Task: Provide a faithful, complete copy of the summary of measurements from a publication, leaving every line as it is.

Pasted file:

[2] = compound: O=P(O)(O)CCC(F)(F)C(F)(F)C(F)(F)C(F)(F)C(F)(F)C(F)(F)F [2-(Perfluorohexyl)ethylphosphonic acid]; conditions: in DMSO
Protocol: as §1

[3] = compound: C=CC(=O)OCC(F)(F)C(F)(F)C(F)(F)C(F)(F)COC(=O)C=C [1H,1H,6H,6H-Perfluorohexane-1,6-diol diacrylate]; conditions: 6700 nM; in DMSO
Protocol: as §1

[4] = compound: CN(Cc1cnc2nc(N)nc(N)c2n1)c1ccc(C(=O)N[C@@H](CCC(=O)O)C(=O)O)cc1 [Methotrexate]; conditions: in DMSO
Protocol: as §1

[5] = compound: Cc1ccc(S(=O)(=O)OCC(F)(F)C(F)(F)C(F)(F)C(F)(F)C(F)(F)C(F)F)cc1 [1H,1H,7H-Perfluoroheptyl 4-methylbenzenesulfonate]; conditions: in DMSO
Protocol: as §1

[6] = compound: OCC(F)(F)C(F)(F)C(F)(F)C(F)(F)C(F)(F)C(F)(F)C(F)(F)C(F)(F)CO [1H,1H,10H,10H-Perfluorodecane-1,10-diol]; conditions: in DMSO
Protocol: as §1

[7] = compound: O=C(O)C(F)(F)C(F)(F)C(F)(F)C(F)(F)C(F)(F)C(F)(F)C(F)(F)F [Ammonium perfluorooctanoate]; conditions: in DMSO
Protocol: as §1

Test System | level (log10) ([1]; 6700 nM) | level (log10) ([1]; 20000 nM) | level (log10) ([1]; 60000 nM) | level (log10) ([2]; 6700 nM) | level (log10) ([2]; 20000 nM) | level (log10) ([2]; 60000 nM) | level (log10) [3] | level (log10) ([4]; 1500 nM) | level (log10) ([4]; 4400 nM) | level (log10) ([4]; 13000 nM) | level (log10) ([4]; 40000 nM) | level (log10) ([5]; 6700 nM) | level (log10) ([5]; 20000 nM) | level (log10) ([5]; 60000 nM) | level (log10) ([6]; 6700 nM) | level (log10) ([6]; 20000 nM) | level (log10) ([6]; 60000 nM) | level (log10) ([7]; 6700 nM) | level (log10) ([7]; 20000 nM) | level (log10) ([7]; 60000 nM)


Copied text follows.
[2] = compound: O=P(O)(O)CCC(F)(F)C(F)(F)C(F)(F)C(F)(F)C(F)(F)C(F)(F)F [2-(Perfluorohexyl)ethylphosphonic acid]; conditions: in DMSO
Protocol: as §1

[3] = compound: C=CC(=O)OCC(F)(F)C(F)(F)C(F)(F)C(F)(F)COC(=O)C=C [1H,1H,6H,6H-Perfluorohexane-1,6-diol diacrylate]; conditions: 6700 nM; in DMSO
Protocol: as §1

[4] = compound: CN(Cc1cnc2nc(N)nc(N)c2n1)c1ccc(C(=O)N[C@@H](CCC(=O)O)C(=O)O)cc1 [Methotrexate]; conditions: in DMSO
Protocol: as §1

[5] = compound: Cc1ccc(S(=O)(=O)OCC(F)(F)C(F)(F)C(F)(F)C(F)(F)C(F)(F)C(F)F)cc1 [1H,1H,7H-Perfluoroheptyl 4-methylbenzenesulfonate]; conditions: in DMSO
Protocol: as §1

[6] = compound: OCC(F)(F)C(F)(F)C(F)(F)C(F)(F)C(F)(F)C(F)(F)C(F)(F)C(F)(F)CO [1H,1H,10H,10H-Perfluorodecane-1,10-diol]; conditions: in DMSO
Protocol: as §1

[7] = compound: O=C(O)C(F)(F)C(F)(F)C(F)(F)C(F)(F)C(F)(F)C(F)(F)C(F)(F)F [Ammonium perfluorooctanoate]; conditions: in DMSO
Protocol: as §1

Test System | level (log10) ([1]; 6700 nM) | level (log10) ([1]; 20000 nM) | level (log10) ([1]; 60000 nM) | level (log10) ([2]; 6700 nM) | level (log10) ([2]; 20000 nM) | level (log10) ([2]; 60000 nM) | level (log10) [3] | level (log10) ([4]; 1500 nM) | level (log10) ([4]; 4400 nM) | level (log10) ([4]; 13000 nM) | level (log10) ([4]; 40000 nM) | level (log10) ([5]; 6700 nM) | level (log10) ([5]; 20000 nM) | level (log10) ([5]; 60000 nM) | level (log10) ([6]; 6700 nM) | level (log10) ([6]; 20000 nM) | level (log10) ([6]; 60000 nM) | level (log10) ([7]; 6700 nM) | level (log10) ([7]; 20000 nM) | level (log10) ([7]; 60000 nM)